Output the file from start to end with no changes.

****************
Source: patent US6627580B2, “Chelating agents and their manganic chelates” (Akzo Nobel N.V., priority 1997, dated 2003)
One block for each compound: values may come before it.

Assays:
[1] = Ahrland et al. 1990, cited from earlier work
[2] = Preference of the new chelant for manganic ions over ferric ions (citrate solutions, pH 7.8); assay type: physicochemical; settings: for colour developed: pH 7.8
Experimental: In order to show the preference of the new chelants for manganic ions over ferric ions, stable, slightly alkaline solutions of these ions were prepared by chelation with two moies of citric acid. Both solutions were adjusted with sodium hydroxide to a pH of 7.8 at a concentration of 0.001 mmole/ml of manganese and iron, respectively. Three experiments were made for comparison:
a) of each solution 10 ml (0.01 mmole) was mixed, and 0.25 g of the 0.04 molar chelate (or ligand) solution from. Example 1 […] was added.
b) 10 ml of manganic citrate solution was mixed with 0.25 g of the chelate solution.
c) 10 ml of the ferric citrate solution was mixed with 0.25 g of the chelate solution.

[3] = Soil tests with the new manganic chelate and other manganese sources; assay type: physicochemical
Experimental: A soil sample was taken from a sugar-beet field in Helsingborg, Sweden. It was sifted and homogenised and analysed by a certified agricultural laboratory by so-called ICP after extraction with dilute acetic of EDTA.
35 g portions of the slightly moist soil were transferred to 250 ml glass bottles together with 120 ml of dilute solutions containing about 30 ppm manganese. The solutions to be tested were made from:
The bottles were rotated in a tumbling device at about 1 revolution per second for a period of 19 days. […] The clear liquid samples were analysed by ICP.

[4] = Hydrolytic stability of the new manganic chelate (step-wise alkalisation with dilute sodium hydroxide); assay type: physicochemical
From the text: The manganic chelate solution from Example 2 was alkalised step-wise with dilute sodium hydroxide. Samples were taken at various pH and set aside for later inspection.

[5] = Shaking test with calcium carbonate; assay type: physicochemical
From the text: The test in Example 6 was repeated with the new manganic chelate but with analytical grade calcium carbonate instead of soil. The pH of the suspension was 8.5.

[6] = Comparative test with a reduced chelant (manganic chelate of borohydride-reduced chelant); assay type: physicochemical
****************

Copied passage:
Source: patent US6627580B2, “Chelating agents and their manganic chelates” (Akzo Nobel N.V., priority 1997, dated 2003)
One block for each compound: values may come before it.

Assays:
[1] = Ahrland et al. 1990, cited from earlier work
[2] = Preference of the new chelant for manganic ions over ferric ions (citrate solutions, pH 7.8); assay type: physicochemical; settings: for colour developed: pH 7.8
Experimental: In order to show the preference of the new chelants for manganic ions over ferric ions, stable, slightly alkaline solutions of these ions were prepared by chelation with two moies of citric acid. Both solutions were adjusted with sodium hydroxide to a pH of 7.8 at a concentration of 0.001 mmole/ml of manganese and iron, respectively. Three experiments were made for comparison:
a) of each solution 10 ml (0.01 mmole) was mixed, and 0.25 g of the 0.04 molar chelate (or ligand) solution from. Example 1 […] was added.
b) 10 ml of manganic citrate solution was mixed with 0.25 g of the chelate solution.
c) 10 ml of the ferric citrate solution was mixed with 0.25 g of the chelate solution.

[3] = Soil tests with the new manganic chelate and other manganese sources; assay type: physicochemical
Experimental: A soil sample was taken from a sugar-beet field in Helsingborg, Sweden. It was sifted and homogenised and analysed by a certified agricultural laboratory by so-called ICP after extraction with dilute acetic of EDTA.
35 g portions of the slightly moist soil were transferred to 250 ml glass bottles together with 120 ml of dilute solutions containing about 30 ppm manganese. The solutions to be tested were made from:
The bottles were rotated in a tumbling device at about 1 revolution per second for a period of 19 days. […] The clear liquid samples were analysed by ICP.

[4] = Hydrolytic stability of the new manganic chelate (step-wise alkalisation with dilute sodium hydroxide); assay type: physicochemical
From the text: The manganic chelate solution from Example 2 was alkalised step-wise with dilute sodium hydroxide. Samples were taken at various pH and set aside for later inspection.

[5] = Shaking test with calcium carbonate; assay type: physicochemical
From the text: The test in Example 6 was repeated with the new manganic chelate but with analytical grade calcium carbonate instead of soil. The pH of the suspension was 8.5.

[6] = Comparative test with a reduced chelant (manganic chelate of borohydride-reduced chelant); assay type: physicochemical